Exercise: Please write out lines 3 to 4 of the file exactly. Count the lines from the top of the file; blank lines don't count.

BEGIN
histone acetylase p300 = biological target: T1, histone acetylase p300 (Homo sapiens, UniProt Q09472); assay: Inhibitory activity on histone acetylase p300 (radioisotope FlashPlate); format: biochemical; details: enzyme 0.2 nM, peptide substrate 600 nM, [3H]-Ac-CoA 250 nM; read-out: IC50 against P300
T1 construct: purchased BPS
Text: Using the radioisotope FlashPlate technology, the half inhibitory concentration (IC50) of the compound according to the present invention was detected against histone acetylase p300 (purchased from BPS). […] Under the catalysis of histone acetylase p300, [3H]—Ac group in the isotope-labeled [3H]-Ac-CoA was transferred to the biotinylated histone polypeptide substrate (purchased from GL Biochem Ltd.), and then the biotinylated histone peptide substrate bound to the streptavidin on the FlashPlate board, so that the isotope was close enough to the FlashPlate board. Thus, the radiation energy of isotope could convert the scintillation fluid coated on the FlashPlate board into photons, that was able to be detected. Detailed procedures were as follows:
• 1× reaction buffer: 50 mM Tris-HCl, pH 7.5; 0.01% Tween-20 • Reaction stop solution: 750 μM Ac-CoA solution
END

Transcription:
Text: Using the radioisotope FlashPlate technology, the half inhibitory concentration (IC50) of the compound according to the present invention was detected against histone acetylase p300 (purchased from BPS). […] Under the catalysis of histone acetylase p300, [3H]—Ac group in the isotope-labeled [3H]-Ac-CoA was transferred to the biotinylated histone polypeptide substrate (purchased from GL Biochem Ltd.), and then the biotinylated histone peptide substrate bound to the streptavidin on the FlashPlate board, so that the isotope was close enough to the FlashPlate board. Thus, the radiation energy of isotope could convert the scintillation fluid coated on the FlashPlate board into photons, that was able to be detected. Detailed procedures were as follows:
• 1× reaction buffer: 50 mM Tris-HCl, pH 7.5; 0.01% Tween-20 • Reaction stop solution: 750 μM Ac-CoA solution